"To really effect change teachers needed to be on board - it was not going to be a two-meeting process."
Leaders in these schools also judiciously used external expertise to build capacity in evaluation by making sure any external professional learning and development specifically targeted what needed to improve.
"Prioritising is based on having capacity - you can't stretch yourself too far."
A high level of collaboration was evident in the schools in this report. Providing opportunities for professional learning and collaboration supported the development of evaluative, teaching and leadership capabilities. External professional development was often facilitated through existing groups or teams. Group discussions helped to show the learning contexts and approaches that would support student success and assisted with embedding new learning to support change and improvement. Participation in these groups also enabled the sharing of practice to mobilise the experience, skills and knowledge which already existed within the school.
"Leaders take a step back in these groups - we're all learners."
Collaborative knowledge building and inquiry was not always straightforward. Leaders were aware that increasing opportunities for teacher collaboration had the potential for conflict, as diverse views and beliefs surfaced. Respectful disagreement and conversation were, however, a powerful driver for new and improved insights. Relational trust was a pre-requisite for productive inquiry, collaboration and sustained changes in practice.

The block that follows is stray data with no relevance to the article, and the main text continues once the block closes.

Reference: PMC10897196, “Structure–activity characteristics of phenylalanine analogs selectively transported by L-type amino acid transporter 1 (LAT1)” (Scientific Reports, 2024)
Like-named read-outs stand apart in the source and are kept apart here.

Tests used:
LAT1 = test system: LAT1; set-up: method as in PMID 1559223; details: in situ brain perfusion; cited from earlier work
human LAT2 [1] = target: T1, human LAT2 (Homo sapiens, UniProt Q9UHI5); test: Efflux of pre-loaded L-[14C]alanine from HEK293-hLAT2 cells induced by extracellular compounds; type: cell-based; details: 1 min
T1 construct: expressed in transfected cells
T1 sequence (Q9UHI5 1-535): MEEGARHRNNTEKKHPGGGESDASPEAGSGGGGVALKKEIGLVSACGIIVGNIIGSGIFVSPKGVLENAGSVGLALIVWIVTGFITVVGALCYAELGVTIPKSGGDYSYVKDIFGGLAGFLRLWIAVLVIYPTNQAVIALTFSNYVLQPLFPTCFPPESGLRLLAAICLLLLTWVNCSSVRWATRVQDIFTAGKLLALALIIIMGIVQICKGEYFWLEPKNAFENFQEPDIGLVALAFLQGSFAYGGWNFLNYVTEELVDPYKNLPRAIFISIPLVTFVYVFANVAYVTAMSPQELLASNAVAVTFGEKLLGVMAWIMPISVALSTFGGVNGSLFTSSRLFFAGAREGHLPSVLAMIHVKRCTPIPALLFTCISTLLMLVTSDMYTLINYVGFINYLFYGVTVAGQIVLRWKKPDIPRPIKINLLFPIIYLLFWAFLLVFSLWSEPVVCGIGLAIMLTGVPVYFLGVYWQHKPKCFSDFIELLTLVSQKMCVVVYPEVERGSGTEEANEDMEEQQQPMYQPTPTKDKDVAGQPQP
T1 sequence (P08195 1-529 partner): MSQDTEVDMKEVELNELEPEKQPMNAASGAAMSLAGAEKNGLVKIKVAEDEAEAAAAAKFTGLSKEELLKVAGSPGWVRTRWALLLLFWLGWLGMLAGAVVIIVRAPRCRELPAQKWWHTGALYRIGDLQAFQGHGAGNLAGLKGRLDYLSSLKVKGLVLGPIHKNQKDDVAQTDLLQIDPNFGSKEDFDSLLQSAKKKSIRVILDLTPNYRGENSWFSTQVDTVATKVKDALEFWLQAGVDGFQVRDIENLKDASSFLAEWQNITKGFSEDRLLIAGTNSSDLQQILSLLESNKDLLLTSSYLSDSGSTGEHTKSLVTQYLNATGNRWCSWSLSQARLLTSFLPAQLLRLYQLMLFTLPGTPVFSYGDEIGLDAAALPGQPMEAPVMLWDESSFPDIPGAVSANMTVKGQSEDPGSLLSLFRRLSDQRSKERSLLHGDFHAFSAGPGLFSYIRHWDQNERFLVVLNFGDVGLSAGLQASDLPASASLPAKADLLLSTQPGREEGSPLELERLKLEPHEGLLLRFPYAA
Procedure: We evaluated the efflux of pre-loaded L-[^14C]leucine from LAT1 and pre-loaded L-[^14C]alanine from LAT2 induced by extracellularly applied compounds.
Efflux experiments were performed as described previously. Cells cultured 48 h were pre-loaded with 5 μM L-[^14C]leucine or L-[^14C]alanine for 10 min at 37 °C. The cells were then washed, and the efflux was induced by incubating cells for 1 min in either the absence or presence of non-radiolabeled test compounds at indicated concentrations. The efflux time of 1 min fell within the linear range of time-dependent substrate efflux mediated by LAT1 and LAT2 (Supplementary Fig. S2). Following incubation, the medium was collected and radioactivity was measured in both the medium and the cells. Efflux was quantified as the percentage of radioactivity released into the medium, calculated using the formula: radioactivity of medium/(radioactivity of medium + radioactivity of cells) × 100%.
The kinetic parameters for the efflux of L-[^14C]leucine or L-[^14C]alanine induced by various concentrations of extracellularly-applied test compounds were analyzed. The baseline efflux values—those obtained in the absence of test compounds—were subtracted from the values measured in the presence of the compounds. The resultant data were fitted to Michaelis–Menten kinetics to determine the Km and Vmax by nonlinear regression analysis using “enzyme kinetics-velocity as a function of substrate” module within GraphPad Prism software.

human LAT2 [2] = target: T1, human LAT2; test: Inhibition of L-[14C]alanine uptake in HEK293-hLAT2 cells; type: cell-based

"It is about trust and relationships."
Leaders promoted relational trust through respectful interpersonal interactions, and by modelling collaborative and improvement- focused relationships. Teachers trusted their leaders as they saw them as leading learning and able to 'walk the talk'.
"If teachers are not feeling safe about you being in their classroom you won't see actual practice."
Leaders, trustees and teachers increasingly engaged in evaluation and reflected on their practice, both individually and collaboratively, in a professional learning environment. Systematic review continued in parallel with an increasing level of day-to-day evaluation. Leaders, teachers and trustees were constantly scanning for issues, while also focusing more sustained inquiry on what they had decided was important to commit time and energy to. Leaders carefully supported teachers' participation in formal evaluation activities. They developed the systems and processes to support systematic documentation of the data gathered, interpretations made and actions taken, ensuring a robust and transparent process.
"Success is still fragile - if you have a group that is failing in your school you focus on them and keep focusing on them."
Leaders recognised that embedding an inquiry habit of mind entailed shifts in thinking. They knew that these shifts did not happen overnight. Sufficient time was allocated for teachers, leaders and trustees to become accustomed to and comfortable with school evaluation.
"Self-review needs to become embedded in schools as a way of thinking, a culture, a state of mind."
This time was made available through focusing solely on what needed to improve and judiciously selecting only the professional learning and development opportunities that contributed to the priorities selected.